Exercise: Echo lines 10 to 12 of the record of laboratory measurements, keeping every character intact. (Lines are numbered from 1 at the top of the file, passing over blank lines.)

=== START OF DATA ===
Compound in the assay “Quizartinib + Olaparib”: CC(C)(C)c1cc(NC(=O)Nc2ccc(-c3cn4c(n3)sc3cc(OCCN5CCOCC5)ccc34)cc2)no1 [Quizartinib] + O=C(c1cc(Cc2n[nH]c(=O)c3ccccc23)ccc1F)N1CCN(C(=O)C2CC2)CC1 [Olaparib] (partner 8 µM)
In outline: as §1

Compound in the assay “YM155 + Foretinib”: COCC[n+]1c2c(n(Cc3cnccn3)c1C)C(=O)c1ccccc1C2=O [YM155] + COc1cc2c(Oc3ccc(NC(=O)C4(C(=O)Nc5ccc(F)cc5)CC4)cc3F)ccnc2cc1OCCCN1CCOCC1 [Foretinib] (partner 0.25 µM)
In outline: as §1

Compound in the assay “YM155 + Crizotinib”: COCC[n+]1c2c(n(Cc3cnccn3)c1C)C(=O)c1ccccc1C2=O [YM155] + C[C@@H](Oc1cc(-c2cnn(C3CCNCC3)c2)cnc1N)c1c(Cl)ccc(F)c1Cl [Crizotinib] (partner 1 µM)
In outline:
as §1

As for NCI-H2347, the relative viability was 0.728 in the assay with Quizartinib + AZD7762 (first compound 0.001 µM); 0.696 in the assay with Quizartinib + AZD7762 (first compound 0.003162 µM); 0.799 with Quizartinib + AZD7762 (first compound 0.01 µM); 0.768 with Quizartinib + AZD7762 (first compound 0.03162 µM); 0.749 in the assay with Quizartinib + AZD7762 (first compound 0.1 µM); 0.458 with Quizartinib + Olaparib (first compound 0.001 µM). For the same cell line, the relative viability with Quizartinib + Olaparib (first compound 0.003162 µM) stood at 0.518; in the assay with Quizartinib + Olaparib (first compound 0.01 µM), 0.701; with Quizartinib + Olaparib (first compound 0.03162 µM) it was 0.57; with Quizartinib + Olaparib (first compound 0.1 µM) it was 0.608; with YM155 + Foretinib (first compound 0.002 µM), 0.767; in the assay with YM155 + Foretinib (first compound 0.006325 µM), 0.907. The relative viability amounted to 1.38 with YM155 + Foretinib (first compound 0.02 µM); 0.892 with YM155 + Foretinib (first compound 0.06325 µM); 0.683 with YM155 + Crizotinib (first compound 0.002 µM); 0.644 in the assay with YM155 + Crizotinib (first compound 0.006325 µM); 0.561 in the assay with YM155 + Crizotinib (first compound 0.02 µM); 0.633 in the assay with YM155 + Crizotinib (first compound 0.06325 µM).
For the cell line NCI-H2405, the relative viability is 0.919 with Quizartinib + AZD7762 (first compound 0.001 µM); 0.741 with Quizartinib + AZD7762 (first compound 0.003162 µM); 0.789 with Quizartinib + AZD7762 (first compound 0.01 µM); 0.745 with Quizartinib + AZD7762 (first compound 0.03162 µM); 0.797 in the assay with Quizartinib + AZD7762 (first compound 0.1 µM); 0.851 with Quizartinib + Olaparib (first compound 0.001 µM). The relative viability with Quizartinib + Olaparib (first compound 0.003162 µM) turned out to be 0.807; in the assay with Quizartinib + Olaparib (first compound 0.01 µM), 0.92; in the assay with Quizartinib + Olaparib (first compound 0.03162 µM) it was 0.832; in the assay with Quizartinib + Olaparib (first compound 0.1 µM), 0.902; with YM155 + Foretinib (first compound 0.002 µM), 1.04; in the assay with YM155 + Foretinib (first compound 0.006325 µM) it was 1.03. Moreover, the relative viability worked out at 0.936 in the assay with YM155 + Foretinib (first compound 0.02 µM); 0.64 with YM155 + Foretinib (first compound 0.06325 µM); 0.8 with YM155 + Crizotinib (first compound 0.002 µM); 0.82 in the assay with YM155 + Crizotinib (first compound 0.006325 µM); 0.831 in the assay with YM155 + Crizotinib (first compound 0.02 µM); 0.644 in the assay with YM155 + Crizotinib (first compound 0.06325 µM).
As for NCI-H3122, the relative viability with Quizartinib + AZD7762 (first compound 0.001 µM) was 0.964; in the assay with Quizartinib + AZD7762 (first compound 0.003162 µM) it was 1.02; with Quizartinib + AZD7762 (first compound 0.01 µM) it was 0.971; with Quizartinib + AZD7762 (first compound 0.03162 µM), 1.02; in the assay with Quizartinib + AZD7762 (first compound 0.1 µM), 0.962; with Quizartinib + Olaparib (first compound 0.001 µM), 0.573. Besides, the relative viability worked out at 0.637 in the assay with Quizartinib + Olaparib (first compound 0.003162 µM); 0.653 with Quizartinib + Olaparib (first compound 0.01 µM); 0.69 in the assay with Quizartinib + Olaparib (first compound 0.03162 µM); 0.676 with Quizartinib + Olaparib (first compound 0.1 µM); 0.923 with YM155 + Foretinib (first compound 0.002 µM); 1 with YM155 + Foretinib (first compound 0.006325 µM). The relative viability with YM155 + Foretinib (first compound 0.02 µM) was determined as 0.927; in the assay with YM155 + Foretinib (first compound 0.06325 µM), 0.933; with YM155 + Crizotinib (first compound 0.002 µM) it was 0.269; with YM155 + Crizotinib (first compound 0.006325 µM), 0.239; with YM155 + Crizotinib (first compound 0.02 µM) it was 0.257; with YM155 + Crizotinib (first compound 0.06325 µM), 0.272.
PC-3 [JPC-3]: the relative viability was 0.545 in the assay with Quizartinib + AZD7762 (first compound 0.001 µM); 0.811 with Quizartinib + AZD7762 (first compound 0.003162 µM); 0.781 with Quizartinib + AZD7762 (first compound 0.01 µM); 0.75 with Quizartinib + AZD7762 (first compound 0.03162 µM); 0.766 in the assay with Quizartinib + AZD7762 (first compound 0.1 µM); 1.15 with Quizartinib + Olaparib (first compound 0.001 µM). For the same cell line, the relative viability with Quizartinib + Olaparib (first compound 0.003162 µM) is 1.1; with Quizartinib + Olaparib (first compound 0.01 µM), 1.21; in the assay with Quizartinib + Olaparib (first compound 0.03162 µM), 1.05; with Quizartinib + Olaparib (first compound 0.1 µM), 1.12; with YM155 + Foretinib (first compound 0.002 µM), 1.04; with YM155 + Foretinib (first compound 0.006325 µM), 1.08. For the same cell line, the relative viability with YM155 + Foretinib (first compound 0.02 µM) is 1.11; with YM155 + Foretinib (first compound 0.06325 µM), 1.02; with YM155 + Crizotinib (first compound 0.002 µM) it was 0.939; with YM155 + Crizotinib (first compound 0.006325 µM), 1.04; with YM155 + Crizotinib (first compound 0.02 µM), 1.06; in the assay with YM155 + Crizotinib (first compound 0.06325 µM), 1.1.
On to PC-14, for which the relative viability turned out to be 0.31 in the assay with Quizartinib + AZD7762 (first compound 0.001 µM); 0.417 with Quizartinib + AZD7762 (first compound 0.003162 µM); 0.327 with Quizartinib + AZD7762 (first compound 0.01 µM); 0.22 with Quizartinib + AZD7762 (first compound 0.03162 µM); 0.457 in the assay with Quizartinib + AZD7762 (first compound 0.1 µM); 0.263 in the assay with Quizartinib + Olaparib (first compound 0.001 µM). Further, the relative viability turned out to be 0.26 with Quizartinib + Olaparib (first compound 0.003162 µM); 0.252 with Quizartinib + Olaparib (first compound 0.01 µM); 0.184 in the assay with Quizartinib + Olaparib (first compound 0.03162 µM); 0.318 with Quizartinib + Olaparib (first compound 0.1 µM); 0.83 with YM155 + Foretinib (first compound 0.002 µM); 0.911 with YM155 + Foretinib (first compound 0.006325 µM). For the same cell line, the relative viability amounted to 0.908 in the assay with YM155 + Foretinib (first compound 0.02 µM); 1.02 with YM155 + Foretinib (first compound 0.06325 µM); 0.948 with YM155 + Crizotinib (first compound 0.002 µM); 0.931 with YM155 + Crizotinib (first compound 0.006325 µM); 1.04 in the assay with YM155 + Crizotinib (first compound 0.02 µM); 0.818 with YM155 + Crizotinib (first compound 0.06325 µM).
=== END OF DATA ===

As for NCI-H3122, the relative viability with Quizartinib + AZD7762 (first compound 0.001 µM) was 0.964; in the assay with Quizartinib + AZD7762 (first compound 0.003162 µM) it was 1.02; with Quizartinib + AZD7762 (first compound 0.01 µM) it was 0.971; with Quizartinib + AZD7762 (first compound 0.03162 µM), 1.02; in the assay with Quizartinib + AZD7762 (first compound 0.1 µM), 0.962; with Quizartinib + Olaparib (first compound 0.001 µM), 0.573. Besides, the relative viability worked out at 0.637 in the assay with Quizartinib + Olaparib (first compound 0.003162 µM); 0.653 with Quizartinib + Olaparib (first compound 0.01 µM); 0.69 in the assay with Quizartinib + Olaparib (first compound 0.03162 µM); 0.676 with Quizartinib + Olaparib (first compound 0.1 µM); 0.923 with YM155 + Foretinib (first compound 0.002 µM); 1 with YM155 + Foretinib (first compound 0.006325 µM). The relative viability with YM155 + Foretinib (first compound 0.02 µM) was determined as 0.927; in the assay with YM155 + Foretinib (first compound 0.06325 µM), 0.933; with YM155 + Crizotinib (first compound 0.002 µM) it was 0.269; with YM155 + Crizotinib (first compound 0.006325 µM), 0.239; with YM155 + Crizotinib (first compound 0.02 µM) it was 0.257; with YM155 + Crizotinib (first compound 0.06325 µM), 0.272.
PC-3 [JPC-3]: the relative viability was 0.545 in the assay with Quizartinib + AZD7762 (first compound 0.001 µM); 0.811 with Quizartinib + AZD7762 (first compound 0.003162 µM); 0.781 with Quizartinib + AZD7762 (first compound 0.01 µM); 0.75 with Quizartinib + AZD7762 (first compound 0.03162 µM); 0.766 in the assay with Quizartinib + AZD7762 (first compound 0.1 µM); 1.15 with Quizartinib + Olaparib (first compound 0.001 µM). For the same cell line, the relative viability with Quizartinib + Olaparib (first compound 0.003162 µM) is 1.1; with Quizartinib + Olaparib (first compound 0.01 µM), 1.21; in the assay with Quizartinib + Olaparib (first compound 0.03162 µM), 1.05; with Quizartinib + Olaparib (first compound 0.1 µM), 1.12; with YM155 + Foretinib (first compound 0.002 µM), 1.04; with YM155 + Foretinib (first compound 0.006325 µM), 1.08. For the same cell line, the relative viability with YM155 + Foretinib (first compound 0.02 µM) is 1.11; with YM155 + Foretinib (first compound 0.06325 µM), 1.02; with YM155 + Crizotinib (first compound 0.002 µM) it was 0.939; with YM155 + Crizotinib (first compound 0.006325 µM), 1.04; with YM155 + Crizotinib (first compound 0.02 µM), 1.06; in the assay with YM155 + Crizotinib (first compound 0.06325 µM), 1.1.
On to PC-14, for which the relative viability turned out to be 0.31 in the assay with Quizartinib + AZD7762 (first compound 0.001 µM); 0.417 with Quizartinib + AZD7762 (first compound 0.003162 µM); 0.327 with Quizartinib + AZD7762 (first compound 0.01 µM); 0.22 with Quizartinib + AZD7762 (first compound 0.03162 µM); 0.457 in the assay with Quizartinib + AZD7762 (first compound 0.1 µM); 0.263 in the assay with Quizartinib + Olaparib (first compound 0.001 µM). Further, the relative viability turned out to be 0.26 with Quizartinib + Olaparib (first compound 0.003162 µM); 0.252 with Quizartinib + Olaparib (first compound 0.01 µM); 0.184 in the assay with Quizartinib + Olaparib (first compound 0.03162 µM); 0.318 with Quizartinib + Olaparib (first compound 0.1 µM); 0.83 with YM155 + Foretinib (first compound 0.002 µM); 0.911 with YM155 + Foretinib (first compound 0.006325 µM). For the same cell line, the relative viability amounted to 0.908 in the assay with YM155 + Foretinib (first compound 0.02 µM); 1.02 with YM155 + Foretinib (first compound 0.06325 µM); 0.948 with YM155 + Crizotinib (first compound 0.002 µM); 0.931 with YM155 + Crizotinib (first compound 0.006325 µM); 1.04 in the assay with YM155 + Crizotinib (first compound 0.02 µM); 0.818 with YM155 + Crizotinib (first compound 0.06325 µM).